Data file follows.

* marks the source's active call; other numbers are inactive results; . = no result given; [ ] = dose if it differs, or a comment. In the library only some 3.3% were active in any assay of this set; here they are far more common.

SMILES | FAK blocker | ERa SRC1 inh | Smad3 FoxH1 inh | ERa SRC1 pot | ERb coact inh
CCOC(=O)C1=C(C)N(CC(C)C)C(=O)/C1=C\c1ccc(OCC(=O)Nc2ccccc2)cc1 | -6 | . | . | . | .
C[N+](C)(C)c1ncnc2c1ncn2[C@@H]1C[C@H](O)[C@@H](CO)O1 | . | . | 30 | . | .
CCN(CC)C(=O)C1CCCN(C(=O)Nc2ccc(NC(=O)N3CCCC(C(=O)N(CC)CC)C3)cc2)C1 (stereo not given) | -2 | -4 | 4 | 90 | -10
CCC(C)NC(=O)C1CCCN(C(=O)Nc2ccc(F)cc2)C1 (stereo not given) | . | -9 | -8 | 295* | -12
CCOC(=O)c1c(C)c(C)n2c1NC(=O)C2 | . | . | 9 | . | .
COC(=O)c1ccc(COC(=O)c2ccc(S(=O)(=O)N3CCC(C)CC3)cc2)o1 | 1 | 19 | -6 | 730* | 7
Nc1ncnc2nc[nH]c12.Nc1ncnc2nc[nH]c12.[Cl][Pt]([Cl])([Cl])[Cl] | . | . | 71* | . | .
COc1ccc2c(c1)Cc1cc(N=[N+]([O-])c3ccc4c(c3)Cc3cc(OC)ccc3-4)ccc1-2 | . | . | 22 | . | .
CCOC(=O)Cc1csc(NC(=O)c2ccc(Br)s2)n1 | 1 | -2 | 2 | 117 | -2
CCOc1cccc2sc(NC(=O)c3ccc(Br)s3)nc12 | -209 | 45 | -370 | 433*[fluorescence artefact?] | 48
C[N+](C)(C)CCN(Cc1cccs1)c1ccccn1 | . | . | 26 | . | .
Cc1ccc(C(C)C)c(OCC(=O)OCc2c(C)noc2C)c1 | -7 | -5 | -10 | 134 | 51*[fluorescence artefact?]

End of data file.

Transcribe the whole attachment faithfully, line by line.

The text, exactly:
* marks the source's active call; other numbers are inactive results; . = no result given; [ ] = dose if it differs, or a comment. In the library only some 3.3% were active in any assay of this set; here they are far more common.

SMILES | FAK blocker | ERa SRC1 inh | Smad3 FoxH1 inh | ERa SRC1 pot | ERb coact inh
CCOC(=O)C1=C(C)N(CC(C)C)C(=O)/C1=C\c1ccc(OCC(=O)Nc2ccccc2)cc1 | -6 | . | . | . | .
C[N+](C)(C)c1ncnc2c1ncn2[C@@H]1C[C@H](O)[C@@H](CO)O1 | . | . | 30 | . | .
CCN(CC)C(=O)C1CCCN(C(=O)Nc2ccc(NC(=O)N3CCCC(C(=O)N(CC)CC)C3)cc2)C1 (stereo not given) | -2 | -4 | 4 | 90 | -10
CCC(C)NC(=O)C1CCCN(C(=O)Nc2ccc(F)cc2)C1 (stereo not given) | . | -9 | -8 | 295* | -12
CCOC(=O)c1c(C)c(C)n2c1NC(=O)C2 | . | . | 9 | . | .
COC(=O)c1ccc(COC(=O)c2ccc(S(=O)(=O)N3CCC(C)CC3)cc2)o1 | 1 | 19 | -6 | 730* | 7
Nc1ncnc2nc[nH]c12.Nc1ncnc2nc[nH]c12.[Cl][Pt]([Cl])([Cl])[Cl] | . | . | 71* | . | .
COc1ccc2c(c1)Cc1cc(N=[N+]([O-])c3ccc4c(c3)Cc3cc(OC)ccc3-4)ccc1-2 | . | . | 22 | . | .
CCOC(=O)Cc1csc(NC(=O)c2ccc(Br)s2)n1 | 1 | -2 | 2 | 117 | -2
CCOc1cccc2sc(NC(=O)c3ccc(Br)s3)nc12 | -209 | 45 | -370 | 433*[fluorescence artefact?] | 48
C[N+](C)(C)CCN(Cc1cccs1)c1ccccn1 | . | . | 26 | . | .
Cc1ccc(C(C)C)c(OCC(=O)OCc2c(C)noc2C)c1 | -7 | -5 | -10 | 134 | 51*[fluorescence artefact?]